His reluctance to discuss ecumenical differences is also obvious but as he points out himself that is not what he is trying to achieve with this book. He speaks affectionately of other denominations, even quoting theologians from within them.
After reading the book I felt the author had given a fairly simplified but nontheless true picture of Christianity.
Since it is aimed at those returning to or just discovering their faith a straight forward introduction to the facts would be the most appropriate course to get started with.
Mere Christianity by C.S Lewis is a far more intriguing read and would be a nice book to look at after reading this one.
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17 of 22 people found the following review helpful
on 22 June 2000
I have given this book to many non-christian friends to read. It has proved a very valuble tool in encouraging them to come to church with me. Not too intense but just right for someone who is searching.
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on 17 January 2013
I have been recommended to learn more about the Alpha Course as I am a returned Church goer and everything is so different. I will be joining an Alpha Course, so this was a taster to give me an idea of what it's all about. Arrived in good condition and on time.
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on 15 December 2012
This book accompanies the well known Alpha course. Useful to have around if you miss a week or want to know what's coming up next. Nicky Gumbel's stories and illustrations make this an easy introduction to the Christian faith.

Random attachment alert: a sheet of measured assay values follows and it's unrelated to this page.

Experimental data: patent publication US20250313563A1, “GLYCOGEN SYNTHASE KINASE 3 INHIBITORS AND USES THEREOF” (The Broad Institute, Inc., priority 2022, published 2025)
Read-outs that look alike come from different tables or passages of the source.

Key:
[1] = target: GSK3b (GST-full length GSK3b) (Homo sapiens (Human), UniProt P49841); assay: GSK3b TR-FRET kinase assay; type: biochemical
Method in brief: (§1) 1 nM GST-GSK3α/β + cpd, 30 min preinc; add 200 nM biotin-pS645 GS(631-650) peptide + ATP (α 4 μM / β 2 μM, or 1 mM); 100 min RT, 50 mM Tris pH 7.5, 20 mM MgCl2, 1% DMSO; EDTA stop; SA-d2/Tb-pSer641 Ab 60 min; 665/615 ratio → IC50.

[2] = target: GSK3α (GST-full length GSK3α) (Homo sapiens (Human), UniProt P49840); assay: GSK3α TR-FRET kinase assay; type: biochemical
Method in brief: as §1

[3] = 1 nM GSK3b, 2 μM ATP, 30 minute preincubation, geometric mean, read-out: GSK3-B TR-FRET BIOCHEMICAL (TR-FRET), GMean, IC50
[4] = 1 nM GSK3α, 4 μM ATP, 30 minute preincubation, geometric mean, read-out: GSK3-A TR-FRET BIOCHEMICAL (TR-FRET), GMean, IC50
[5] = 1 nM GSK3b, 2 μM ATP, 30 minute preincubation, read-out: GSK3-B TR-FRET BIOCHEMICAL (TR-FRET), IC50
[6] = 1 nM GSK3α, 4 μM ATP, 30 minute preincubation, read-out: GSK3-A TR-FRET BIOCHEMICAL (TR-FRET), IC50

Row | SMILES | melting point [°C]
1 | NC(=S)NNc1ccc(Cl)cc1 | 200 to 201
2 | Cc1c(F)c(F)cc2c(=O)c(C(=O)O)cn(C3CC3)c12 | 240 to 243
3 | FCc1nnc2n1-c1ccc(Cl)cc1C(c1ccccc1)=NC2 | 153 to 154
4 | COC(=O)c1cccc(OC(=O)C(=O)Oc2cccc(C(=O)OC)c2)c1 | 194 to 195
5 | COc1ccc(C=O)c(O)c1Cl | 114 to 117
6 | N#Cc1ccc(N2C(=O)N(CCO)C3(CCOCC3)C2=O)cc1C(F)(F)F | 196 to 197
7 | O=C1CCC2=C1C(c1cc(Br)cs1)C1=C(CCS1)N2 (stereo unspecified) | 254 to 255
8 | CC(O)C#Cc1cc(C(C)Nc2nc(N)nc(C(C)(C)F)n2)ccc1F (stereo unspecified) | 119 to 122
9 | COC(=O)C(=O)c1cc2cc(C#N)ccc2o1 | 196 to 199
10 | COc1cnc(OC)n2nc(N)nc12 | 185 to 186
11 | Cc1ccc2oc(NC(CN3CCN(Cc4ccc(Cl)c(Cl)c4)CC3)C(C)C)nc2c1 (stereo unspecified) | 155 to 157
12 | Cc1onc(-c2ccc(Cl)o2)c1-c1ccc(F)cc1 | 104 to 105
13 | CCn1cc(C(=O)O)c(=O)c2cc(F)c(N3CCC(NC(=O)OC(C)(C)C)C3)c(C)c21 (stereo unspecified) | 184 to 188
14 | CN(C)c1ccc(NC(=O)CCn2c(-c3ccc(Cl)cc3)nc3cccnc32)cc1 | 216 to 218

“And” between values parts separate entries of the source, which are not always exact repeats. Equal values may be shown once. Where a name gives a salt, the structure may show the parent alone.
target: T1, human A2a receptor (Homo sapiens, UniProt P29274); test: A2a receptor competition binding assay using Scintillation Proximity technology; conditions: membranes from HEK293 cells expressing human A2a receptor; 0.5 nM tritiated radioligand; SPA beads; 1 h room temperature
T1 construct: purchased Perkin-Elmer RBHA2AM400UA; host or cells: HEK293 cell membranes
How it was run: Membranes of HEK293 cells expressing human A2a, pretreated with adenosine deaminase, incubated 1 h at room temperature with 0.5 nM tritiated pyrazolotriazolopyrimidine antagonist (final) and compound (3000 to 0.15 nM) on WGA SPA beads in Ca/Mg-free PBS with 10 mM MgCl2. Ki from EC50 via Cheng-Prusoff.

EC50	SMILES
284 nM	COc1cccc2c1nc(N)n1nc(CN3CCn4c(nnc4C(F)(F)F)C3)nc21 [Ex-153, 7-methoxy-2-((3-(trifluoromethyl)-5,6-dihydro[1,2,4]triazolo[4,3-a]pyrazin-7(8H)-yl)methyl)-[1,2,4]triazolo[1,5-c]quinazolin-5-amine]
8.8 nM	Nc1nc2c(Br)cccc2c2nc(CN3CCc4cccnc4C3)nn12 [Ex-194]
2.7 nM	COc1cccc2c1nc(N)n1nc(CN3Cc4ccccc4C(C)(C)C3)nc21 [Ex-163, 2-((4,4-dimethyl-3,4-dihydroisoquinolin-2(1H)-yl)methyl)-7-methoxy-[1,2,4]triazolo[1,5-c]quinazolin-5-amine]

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12 of 17 people found the following review helpful
on 17 October 2002
This book isn't really any substitute for the Alpha Course, as an essential element of the course is not the teaching given in the videos (largely repeated here) but in the meals before the videos and the discussion groups, not to mention the "Holy Spirit weekend", when non-Christians get to know the church members. On the other hand the book does give people who can't spare the time to attend the course the option of getting to know what it is about.
As for the content, it is very heavily focussed on the Holy Spirit and Holy Spirit gifts (although the New Testament distinction between the giving of the Spirit in John 20 and the giving of the gifts in Acts 2 is not explained). Gumbel argues that the neglect of the Spirit today justifies spending more time on the Spirit than on Jesus or God (in fact in terms of chapters the Spirit has more than Jesus and God together). The focus on the Spirit is extended into chapters promoting speaking in tongues and healing.
Not a great deal of emphasis is given to the Trinity (which only has about ten oblique references but another Gumbel book, 'Searching Issues' has a chapter entitled The Trinity: Unbiblical, Unbelievable & Irrelevant? and this is often distributed at Alpha Courses as a separate booklet to those who have questions. The Devil gets a chapter of his own (Ch.8) and is identified as a fallen angel by reference to Isaiah 14:12.
One big hole in the book is the question of what happens after death. There is one reference to "resurrection", and one to man's eventual destination being "heaven", but no discussion of whether this means after resurrection and rapture or immediately after death. Maybe this doesn't matter, or maybe this reflects a variety of opinions in the Anglican Church, but it's still surprising that a book this long doesn't discuss the most basic 'Question of Life' that there is.